Holland & Hart Helps Negotiate Largest U.S. Non-utility Power Purchase Agreement

Holland & Hart Helps Negotiate Largest U.S. Non-utility Power Purchase Agreement
Holland & Hart LLP represented Duke Energy Renewables in the successful negotiation of the largest non-utility solar photovoltaic power purchase in the United States.

The deal involves a 20-year power purchase agreement between Duke Energy Renewables and the George Washington University (GW), American University (AU) and the George Washington University Hospital (GWUH). The agreement allows for the creation of a renewable energy project that will bring solar power from North Carolina to the D.C. institutions.

The project, named Capital Partners Solar Project and supplied by Duke Energy Renewables, comprises 52 megawatts (MW) of solar photovoltaic (PV) power, which is the equivalent of the electricity used in 8,200 homes every year. It is the largest non-utility solar PV power purchase agreement in the United States in total contracted megawatt hours and the largest PV project east of the Mississippi River.

The partners will break ground on the first site this summer and panels will begin to deliver electricity by the end of the year. When fully operational at the end of 2015, Capital Partners Solar Project will generate 123 million kilowatt hours (kWh) of emissions-free electricity per year, drawn from 243,000 solar panels at three sites. That translates to eliminating roughly 60,000 metric tons of carbon dioxide per year or taking 12,500 cars off the road.

Under the agreement and once the project is complete, GW will receive roughly 86.6 million kWh, AU will receive 30 million kWh and GWUH will receive approximately 6.3 million kWh annually. The solar power will fuel more than half of GW’s and AU’s electricity needs and more than a third of GWUH’s need.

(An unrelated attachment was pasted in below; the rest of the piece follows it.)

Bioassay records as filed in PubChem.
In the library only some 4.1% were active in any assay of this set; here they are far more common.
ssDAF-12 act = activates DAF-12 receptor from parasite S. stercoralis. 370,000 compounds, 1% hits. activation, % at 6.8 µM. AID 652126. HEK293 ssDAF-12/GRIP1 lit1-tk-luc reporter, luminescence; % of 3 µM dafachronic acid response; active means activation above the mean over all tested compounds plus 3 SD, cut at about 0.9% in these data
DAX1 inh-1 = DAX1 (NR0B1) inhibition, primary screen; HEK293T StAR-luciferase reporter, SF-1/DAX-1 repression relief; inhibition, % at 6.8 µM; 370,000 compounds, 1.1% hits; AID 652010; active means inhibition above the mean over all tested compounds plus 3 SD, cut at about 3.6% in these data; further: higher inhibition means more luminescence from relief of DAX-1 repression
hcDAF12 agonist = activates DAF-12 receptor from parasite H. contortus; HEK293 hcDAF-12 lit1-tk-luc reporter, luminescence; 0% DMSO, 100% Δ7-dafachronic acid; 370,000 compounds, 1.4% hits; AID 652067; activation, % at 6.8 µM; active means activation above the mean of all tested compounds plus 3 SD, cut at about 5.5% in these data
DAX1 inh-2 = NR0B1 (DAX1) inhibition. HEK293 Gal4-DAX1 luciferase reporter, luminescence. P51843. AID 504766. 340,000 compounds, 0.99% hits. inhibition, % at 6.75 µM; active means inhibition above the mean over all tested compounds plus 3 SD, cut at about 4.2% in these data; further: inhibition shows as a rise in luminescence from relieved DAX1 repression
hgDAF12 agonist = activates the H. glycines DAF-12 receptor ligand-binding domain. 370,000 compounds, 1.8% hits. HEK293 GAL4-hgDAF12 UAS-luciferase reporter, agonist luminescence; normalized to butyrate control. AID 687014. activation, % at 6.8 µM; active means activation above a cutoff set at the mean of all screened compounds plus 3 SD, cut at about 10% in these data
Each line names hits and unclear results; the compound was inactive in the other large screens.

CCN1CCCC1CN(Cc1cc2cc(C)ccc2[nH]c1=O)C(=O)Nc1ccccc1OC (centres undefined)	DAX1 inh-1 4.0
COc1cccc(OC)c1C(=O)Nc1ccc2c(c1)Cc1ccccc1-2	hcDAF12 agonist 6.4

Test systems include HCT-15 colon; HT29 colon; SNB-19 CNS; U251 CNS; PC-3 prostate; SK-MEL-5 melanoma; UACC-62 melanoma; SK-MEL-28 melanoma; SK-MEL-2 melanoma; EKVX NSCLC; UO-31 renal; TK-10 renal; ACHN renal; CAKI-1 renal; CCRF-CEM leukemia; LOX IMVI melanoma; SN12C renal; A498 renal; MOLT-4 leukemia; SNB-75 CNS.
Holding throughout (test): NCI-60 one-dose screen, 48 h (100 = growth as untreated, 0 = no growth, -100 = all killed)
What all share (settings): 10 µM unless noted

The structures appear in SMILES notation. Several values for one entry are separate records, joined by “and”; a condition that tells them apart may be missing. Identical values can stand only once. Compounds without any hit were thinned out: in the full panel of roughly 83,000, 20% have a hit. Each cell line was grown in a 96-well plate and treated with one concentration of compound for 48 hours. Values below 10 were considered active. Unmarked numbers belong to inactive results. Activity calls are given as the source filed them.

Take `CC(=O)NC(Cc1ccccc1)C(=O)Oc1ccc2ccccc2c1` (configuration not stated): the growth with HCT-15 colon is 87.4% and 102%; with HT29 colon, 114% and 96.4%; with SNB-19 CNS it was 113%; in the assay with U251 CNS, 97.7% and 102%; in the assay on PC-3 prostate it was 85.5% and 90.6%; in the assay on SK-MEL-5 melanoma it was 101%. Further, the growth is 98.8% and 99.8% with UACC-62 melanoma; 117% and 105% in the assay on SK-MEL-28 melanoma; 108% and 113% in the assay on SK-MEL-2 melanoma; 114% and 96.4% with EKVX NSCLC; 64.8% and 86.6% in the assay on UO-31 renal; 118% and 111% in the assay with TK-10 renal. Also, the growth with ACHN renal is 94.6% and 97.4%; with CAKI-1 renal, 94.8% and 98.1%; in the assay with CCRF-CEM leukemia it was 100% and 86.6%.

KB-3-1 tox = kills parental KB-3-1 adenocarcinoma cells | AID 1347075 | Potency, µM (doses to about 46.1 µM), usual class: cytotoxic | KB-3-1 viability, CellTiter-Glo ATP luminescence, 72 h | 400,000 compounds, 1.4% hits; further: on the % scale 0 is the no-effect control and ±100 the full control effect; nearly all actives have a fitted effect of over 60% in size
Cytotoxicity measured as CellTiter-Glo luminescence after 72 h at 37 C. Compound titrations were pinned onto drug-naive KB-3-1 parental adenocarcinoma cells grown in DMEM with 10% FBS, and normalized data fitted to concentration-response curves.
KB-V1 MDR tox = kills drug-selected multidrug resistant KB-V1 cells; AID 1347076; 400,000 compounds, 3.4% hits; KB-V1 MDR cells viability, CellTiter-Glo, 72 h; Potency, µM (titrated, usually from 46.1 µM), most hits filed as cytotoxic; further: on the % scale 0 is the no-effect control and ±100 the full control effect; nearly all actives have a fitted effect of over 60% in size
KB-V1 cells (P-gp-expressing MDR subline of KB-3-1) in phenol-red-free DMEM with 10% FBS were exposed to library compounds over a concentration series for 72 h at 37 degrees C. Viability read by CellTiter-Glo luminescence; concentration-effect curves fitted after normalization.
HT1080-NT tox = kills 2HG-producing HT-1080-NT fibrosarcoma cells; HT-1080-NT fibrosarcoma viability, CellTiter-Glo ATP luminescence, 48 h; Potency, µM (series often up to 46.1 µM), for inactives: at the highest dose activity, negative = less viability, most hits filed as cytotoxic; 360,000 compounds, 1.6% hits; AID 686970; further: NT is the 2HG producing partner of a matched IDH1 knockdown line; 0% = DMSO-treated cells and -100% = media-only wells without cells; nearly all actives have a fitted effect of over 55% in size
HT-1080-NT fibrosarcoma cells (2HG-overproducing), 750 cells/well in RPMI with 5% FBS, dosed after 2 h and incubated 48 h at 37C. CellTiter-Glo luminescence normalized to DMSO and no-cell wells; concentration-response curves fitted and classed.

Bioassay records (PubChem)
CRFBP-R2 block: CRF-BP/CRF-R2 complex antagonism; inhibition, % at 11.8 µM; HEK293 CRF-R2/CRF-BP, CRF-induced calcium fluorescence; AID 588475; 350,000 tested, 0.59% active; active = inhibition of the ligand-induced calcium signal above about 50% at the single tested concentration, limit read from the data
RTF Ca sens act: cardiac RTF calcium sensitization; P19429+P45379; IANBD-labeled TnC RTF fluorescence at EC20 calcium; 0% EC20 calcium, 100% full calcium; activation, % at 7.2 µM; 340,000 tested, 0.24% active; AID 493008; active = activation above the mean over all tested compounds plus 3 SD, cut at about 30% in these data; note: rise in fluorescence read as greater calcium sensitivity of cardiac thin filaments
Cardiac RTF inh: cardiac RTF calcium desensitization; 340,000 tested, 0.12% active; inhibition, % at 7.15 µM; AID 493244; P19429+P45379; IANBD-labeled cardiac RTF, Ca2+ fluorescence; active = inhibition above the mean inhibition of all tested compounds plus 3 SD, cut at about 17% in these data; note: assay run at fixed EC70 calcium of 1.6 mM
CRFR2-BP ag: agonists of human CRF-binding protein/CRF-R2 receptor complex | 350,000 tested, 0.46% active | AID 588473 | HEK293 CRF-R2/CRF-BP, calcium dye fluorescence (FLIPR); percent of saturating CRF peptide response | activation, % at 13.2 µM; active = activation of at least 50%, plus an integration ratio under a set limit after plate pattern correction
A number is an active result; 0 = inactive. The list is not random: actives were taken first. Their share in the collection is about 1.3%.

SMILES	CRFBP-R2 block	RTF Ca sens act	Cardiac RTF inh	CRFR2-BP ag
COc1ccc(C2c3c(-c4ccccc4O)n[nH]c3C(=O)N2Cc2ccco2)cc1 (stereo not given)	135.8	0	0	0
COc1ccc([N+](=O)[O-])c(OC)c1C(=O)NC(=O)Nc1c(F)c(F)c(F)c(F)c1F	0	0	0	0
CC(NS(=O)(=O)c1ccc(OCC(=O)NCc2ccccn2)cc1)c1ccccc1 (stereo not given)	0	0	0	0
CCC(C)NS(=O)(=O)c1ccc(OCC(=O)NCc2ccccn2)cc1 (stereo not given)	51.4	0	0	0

For the partners, the 20-year agreement will provide fixed pricing for the solar energy at a lower total price than current power solutions and is expected to yield greater economic savings for the partners as traditional power prices are anticipated to increase at a higher rate over the same period.

“Duke Energy looks forward to working with these leading D.C. institutions on an innovative solar project that demonstrates their leadership in sustainability and, at the same time, provides them with low-cost energy at a stable price for years to come,” said Greg Wolf, president of Duke Energy Renewables.

Duke Energy Renewables has invested more than $3 billion in renewable energy over the past seven years and currently owns and operates almost 1,800 MW of large-scale wind and solar energy facilities across the nation. In 2013, Duke Energy company-wide owned or contracted for 2,620 MW of renewable energy—wind, solar and biomass—and is on track to reach 6,000 MW of renewable energy by 2020.

Two Duke Energy businesses were among the top 10 utilities in the nation in 2013 for adopting new solar energy, according to rankings released last month by the Solar Electric Power Association (SEPA). The company also recently completed a 10-year, $9 billion generation fleet modernization program that allowed the company to retire more than 3,800 MW of older coal-fired units and reduce its carbon emissions by 20 percent since 2005. For eight consecutive years, Duke Energy has been named to the elite Dow Jones Sustainability North America Index for excellence in environmental, social and financial performance. 

CustomerFirst Renewables (CFR) designed and structured the end-to-end solution, including helping to select and negotiate the deal between the partners and Duke Energy Renewables.

Holland & Hart attorney Rochelle N. Rabeler negotiated the deal on behalf of Duke Energy Renewables. Rabeler's practice focuses on project development, project financing, joint ventures, mergers and acquisitions, with emphasis in the renewable energy and infrastructure sector. She has advised developers, investors, sponsors and independent power producers in connection with wind, solar and geothermal projects throughout the United States, varying in size from 100 kw to 1000 MW. 

Click here to read more about the Capital Partners Solar Project.

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